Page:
Independent Student Newspaper for the University of Texas at San Antonio

The Paisano

Independent Student Newspaper for the University of Texas at San Antonio

The Paisano

Independent Student Newspaper for the University of Texas at San Antonio

The Paisano

Cultura redefined at La Panadería

(arts) pan photo 1 (jennifer alejos)

No ifs, ands or buns about it — La Panadería is the place to go for a sweet time.

Formerly a booth at the Quarry Farmers Market, La Panadería’s first storefront specializes in the tasty Mexican tradition of pan dulce, or “sweet bread.”

Brothers Jose and David Cáceres had a mission to bring the tradition of pan dulce to America. After many years in the industry as chefs for major corporations, the Cáceres brothers decided to create La Panadería as a tribute to their mother who originally inspired their passion for baking.

In bold letters above the front counter a sign reads “Welcome to Bread Cultura,” a statement that represents the mission of La Panadería. Behind the counter, the small space looks like a mini-factory as bakers zip through the kitchen creating their delicacies. Workers in baker attire pull fresh bread from the oven, knead dough and put the final touches on their pan dulce.

Made fresh daily, La Panadería’s breads range from rye and birote to cheddar bacon and banderilla salchicha y queso. Customers can taste samples of popular pan dulce choices at the front counter before they choose their treats.

La Panadería invites their compañeros to choose pan dulce or pan artesano with tongs and a large tin tray known as a charola. Guests will find a stack of the circular trays lined along the cabinet where they can use tongs to retrieve the pastries of their choice. All of the bakery’s desserts are sealed in glass containers with sliding doors.

For those who are cocoa crazy, the pan de xocol is the perfect choice. The chocolate bread’s cocoa flavor is subtle. Topped with powdered sugar, the treat perfectly complements some of La Panadería’s café drinks such as the Café Goteo Americano or cappuccino.

The rosca de Reyes, or “king’s cake,” is a rounded pastry that looks similar to a king’s crown. The bread uses flavors from the traditional pan dulce pastries, chocolate conchas and concha de vanilla, while dried fruit glaze is slathered in various spots. Its soft, flaky texture is quite pleasant, and the fruit glaze gives the perfect amount of sweetness.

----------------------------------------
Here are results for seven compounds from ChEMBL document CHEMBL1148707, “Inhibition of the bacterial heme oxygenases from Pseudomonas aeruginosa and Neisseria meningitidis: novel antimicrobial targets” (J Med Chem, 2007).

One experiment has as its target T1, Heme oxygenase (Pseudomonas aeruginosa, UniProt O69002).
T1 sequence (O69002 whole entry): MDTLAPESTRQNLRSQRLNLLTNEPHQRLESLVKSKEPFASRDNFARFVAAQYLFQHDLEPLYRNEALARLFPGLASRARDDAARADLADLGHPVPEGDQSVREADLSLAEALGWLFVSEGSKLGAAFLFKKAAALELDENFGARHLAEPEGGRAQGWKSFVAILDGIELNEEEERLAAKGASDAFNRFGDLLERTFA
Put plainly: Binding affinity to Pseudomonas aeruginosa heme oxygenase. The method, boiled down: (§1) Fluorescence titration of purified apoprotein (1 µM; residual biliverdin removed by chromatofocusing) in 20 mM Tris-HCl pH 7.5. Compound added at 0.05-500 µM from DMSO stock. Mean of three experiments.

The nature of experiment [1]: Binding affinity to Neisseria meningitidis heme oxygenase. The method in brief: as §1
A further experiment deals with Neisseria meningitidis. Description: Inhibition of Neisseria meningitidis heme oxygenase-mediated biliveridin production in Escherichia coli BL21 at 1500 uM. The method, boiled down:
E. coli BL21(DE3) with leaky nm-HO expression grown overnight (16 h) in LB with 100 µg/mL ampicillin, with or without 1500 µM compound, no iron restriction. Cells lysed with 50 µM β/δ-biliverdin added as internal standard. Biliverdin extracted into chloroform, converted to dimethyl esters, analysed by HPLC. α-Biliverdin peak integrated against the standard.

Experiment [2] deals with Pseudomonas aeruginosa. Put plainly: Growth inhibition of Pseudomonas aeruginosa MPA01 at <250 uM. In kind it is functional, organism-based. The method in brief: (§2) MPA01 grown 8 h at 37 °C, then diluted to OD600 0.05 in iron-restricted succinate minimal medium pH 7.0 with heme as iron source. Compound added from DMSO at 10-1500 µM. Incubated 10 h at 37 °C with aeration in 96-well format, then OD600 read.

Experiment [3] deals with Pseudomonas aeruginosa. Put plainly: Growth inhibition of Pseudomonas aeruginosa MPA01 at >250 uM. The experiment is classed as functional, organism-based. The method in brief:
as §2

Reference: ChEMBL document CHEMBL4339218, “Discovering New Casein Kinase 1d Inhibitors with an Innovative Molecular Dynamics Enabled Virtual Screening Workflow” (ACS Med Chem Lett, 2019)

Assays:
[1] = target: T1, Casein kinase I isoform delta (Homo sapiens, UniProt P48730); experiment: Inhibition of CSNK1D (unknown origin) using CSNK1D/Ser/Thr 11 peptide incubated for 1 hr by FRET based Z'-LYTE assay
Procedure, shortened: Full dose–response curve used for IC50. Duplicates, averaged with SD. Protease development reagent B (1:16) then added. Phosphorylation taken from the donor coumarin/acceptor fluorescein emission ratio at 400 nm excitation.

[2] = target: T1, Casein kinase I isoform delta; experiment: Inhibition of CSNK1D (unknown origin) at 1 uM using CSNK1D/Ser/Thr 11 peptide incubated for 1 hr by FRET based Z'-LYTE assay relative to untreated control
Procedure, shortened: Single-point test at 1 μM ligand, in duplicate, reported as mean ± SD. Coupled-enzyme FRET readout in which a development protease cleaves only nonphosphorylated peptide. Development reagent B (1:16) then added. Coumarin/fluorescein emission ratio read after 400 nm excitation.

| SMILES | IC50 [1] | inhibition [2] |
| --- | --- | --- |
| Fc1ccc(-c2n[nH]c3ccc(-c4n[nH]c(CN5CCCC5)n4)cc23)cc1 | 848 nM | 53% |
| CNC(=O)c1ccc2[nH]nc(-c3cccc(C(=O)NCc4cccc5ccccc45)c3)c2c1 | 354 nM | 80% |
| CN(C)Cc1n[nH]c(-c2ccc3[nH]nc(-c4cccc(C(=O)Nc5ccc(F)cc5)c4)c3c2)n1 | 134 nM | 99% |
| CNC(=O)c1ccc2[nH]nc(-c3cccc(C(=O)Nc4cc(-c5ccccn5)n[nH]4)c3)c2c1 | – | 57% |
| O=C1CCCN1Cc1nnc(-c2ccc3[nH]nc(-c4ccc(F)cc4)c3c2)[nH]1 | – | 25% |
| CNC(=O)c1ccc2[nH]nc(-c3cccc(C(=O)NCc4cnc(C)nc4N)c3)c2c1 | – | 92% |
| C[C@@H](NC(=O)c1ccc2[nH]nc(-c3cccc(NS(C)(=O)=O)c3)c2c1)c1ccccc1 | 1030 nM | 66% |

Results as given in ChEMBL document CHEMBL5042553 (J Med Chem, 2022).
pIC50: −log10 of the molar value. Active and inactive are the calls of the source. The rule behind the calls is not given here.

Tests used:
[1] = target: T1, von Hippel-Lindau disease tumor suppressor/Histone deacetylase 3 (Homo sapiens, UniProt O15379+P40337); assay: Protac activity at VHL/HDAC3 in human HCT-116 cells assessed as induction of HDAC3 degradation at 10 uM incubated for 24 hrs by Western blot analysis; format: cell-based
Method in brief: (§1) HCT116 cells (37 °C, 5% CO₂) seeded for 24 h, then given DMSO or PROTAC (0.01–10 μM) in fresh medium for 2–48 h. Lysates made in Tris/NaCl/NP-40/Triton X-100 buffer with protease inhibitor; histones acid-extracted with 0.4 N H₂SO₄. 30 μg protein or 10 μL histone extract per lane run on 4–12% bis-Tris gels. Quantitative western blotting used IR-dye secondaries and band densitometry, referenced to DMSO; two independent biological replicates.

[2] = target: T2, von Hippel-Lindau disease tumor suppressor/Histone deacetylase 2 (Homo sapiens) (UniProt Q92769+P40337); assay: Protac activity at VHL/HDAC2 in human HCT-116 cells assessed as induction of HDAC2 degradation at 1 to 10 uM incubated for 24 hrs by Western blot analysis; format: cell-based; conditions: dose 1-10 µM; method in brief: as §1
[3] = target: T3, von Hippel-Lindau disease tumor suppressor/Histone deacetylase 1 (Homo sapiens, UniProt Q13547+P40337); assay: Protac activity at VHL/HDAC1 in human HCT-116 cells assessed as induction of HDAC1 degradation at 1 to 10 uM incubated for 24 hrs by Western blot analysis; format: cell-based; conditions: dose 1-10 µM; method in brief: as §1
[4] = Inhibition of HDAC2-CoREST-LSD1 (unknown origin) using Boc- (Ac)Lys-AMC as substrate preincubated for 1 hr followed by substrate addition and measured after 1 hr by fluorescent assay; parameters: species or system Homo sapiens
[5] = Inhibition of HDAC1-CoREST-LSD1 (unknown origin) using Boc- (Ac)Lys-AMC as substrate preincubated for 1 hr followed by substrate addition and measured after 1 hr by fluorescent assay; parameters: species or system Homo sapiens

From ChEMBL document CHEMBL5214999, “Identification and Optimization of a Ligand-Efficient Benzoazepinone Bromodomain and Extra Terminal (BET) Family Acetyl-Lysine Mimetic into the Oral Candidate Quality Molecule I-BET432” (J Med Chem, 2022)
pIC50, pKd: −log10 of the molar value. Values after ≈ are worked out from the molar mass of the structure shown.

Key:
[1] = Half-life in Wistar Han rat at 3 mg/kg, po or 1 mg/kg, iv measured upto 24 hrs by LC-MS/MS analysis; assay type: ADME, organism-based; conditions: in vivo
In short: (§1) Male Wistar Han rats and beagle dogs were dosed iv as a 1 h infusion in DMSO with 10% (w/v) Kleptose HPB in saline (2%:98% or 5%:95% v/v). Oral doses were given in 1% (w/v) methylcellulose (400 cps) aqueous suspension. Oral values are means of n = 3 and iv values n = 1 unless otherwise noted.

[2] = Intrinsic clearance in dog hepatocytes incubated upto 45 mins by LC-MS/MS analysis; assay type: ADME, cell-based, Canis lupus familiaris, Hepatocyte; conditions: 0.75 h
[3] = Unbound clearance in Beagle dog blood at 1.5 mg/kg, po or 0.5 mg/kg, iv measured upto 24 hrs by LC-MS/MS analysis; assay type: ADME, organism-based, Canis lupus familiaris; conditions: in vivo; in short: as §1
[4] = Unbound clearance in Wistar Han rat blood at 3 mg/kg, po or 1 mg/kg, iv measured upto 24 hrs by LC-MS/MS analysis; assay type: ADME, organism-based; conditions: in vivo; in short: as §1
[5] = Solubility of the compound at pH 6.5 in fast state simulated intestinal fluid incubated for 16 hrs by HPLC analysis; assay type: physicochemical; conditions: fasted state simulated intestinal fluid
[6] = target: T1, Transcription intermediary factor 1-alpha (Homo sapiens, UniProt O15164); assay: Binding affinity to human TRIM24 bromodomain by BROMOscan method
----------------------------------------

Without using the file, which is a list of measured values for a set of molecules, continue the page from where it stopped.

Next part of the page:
Named after its appearance, the peineta, or “the comb,” is a pastry drizzled with chocolate and clear icing in a striped pattern. The chocolately confection is a must-have with its sweet vanilla custard that bursts with every bite. This pastry oozes with flavor as the crème, chocolate and icing create a trinity of dessert heaven. La Panadería offers two types of the popular peineta, one containing the sweet crème and the other with cajeta, which is similar to caramel.

Although its craft lies in baked breads, La Panadería is much more than an average pastry shop. Their vast menu includes breakfast and lunch entrees along with café items.

The jamón with queso on birote bread is recommended for anyone who loves authentic-style tortas. The buns are crispy, but a bit tough, giving diners’ jaws a full workout from chewing on the dense dough. However, the condiments make up for the sandwich’s thick buns. Drenched with a generous serving of secret sauce, the torta comes topped with a heaping amount of jalapenos and sliced tomatoes. The secret sauce combines honey mustard and chipotle mayo, which perfectly balances the flavors of the ham and cheese.

Sandwiches are modestly priced at $9 and include the option of either black beans or a salad as a side. Pan dulce can be purchased individually or in family-sized portions. Single servings range from $2 to $5, while family-sized platters are $10.

La Panadería is located on 8305 Broadway, 78209. For more information on their menu items, visit

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